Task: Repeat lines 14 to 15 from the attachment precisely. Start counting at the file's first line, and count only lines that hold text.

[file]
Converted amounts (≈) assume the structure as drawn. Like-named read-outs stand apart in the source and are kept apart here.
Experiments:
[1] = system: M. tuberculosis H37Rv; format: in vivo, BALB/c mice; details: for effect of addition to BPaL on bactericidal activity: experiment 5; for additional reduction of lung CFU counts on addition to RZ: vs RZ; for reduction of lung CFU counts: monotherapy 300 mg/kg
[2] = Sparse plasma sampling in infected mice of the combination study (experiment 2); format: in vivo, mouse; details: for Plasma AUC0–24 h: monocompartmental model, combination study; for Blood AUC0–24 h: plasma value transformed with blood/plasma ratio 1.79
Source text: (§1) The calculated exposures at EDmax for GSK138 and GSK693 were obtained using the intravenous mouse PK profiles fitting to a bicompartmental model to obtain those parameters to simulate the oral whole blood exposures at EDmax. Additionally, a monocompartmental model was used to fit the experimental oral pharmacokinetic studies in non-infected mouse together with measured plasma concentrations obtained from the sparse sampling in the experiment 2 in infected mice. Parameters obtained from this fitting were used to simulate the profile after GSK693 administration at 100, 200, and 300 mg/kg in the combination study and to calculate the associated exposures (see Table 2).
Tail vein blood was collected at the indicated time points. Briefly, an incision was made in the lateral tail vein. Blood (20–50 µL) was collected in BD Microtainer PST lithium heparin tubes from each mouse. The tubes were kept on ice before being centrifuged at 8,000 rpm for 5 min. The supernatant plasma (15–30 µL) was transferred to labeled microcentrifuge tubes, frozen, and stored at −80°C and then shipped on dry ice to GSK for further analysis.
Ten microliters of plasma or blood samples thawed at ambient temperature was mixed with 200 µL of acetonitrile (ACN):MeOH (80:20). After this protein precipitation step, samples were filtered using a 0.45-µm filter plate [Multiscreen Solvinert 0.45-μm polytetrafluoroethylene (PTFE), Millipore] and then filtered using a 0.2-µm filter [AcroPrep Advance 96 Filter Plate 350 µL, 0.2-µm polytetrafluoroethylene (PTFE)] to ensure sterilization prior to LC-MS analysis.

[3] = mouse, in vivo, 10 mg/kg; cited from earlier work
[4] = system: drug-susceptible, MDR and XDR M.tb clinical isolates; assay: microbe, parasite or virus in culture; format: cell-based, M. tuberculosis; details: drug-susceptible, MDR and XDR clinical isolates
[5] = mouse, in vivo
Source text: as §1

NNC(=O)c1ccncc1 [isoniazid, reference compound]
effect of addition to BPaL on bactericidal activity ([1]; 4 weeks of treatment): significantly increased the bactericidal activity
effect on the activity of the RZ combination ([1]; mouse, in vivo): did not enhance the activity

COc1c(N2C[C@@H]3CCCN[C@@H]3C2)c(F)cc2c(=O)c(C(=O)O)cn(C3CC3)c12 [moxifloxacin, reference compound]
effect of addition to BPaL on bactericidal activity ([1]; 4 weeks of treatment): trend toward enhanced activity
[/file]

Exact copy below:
effect on the activity of the RZ combination ([1]; mouse, in vivo): did not enhance the activity

COc1c(N2C[C@@H]3CCCN[C@@H]3C2)c(F)cc2c(=O)c(C(=O)O)cn(C3CC3)c12 [moxifloxacin, reference compound]